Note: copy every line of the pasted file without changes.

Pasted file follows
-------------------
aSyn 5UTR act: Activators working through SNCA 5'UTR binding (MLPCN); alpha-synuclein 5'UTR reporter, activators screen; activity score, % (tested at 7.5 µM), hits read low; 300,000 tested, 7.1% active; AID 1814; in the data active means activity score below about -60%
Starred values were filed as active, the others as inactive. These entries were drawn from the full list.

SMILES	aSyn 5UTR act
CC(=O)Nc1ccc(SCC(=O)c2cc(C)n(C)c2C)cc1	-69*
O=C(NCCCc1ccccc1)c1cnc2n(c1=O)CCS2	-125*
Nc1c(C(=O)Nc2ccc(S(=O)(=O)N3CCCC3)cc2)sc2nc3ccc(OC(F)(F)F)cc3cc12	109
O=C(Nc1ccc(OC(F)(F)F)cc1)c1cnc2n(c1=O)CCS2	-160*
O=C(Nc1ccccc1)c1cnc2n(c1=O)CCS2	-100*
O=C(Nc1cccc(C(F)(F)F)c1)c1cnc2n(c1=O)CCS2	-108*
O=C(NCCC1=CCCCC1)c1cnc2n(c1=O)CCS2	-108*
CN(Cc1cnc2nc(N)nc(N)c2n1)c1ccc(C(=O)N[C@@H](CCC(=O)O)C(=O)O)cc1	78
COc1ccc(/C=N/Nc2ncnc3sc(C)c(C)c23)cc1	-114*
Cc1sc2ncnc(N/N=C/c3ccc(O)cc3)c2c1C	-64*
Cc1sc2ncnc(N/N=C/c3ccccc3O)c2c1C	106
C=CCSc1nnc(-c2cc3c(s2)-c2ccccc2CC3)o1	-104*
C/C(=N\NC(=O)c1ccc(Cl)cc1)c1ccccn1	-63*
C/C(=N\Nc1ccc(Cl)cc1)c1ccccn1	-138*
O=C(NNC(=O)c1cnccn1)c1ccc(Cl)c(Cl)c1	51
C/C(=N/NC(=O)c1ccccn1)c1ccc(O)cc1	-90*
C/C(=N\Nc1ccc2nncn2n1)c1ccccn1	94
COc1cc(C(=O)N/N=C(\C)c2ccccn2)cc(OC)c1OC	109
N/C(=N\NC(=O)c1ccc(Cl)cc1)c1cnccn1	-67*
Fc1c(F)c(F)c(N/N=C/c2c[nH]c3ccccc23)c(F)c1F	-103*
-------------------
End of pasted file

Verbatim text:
aSyn 5UTR act: Activators working through SNCA 5'UTR binding (MLPCN); alpha-synuclein 5'UTR reporter, activators screen; activity score, % (tested at 7.5 µM), hits read low; 300,000 tested, 7.1% active; AID 1814; in the data active means activity score below about -60%
Starred values were filed as active, the others as inactive. These entries were drawn from the full list.

SMILES	aSyn 5UTR act
CC(=O)Nc1ccc(SCC(=O)c2cc(C)n(C)c2C)cc1	-69*
O=C(NCCCc1ccccc1)c1cnc2n(c1=O)CCS2	-125*
Nc1c(C(=O)Nc2ccc(S(=O)(=O)N3CCCC3)cc2)sc2nc3ccc(OC(F)(F)F)cc3cc12	109
O=C(Nc1ccc(OC(F)(F)F)cc1)c1cnc2n(c1=O)CCS2	-160*
O=C(Nc1ccccc1)c1cnc2n(c1=O)CCS2	-100*
O=C(Nc1cccc(C(F)(F)F)c1)c1cnc2n(c1=O)CCS2	-108*
O=C(NCCC1=CCCCC1)c1cnc2n(c1=O)CCS2	-108*
CN(Cc1cnc2nc(N)nc(N)c2n1)c1ccc(C(=O)N[C@@H](CCC(=O)O)C(=O)O)cc1	78
COc1ccc(/C=N/Nc2ncnc3sc(C)c(C)c23)cc1	-114*
Cc1sc2ncnc(N/N=C/c3ccc(O)cc3)c2c1C	-64*
Cc1sc2ncnc(N/N=C/c3ccccc3O)c2c1C	106
C=CCSc1nnc(-c2cc3c(s2)-c2ccccc2CC3)o1	-104*
C/C(=N\NC(=O)c1ccc(Cl)cc1)c1ccccn1	-63*
C/C(=N\Nc1ccc(Cl)cc1)c1ccccn1	-138*
O=C(NNC(=O)c1cnccn1)c1ccc(Cl)c(Cl)c1	51
C/C(=N/NC(=O)c1ccccn1)c1ccc(O)cc1	-90*
C/C(=N\Nc1ccc2nncn2n1)c1ccccn1	94
COc1cc(C(=O)N/N=C(\C)c2ccccn2)cc(OC)c1OC	109
N/C(=N\NC(=O)c1ccc(Cl)cc1)c1cnccn1	-67*
Fc1c(F)c(F)c(N/N=C/c2c[nH]c3ccccc23)c(F)c1F	-103*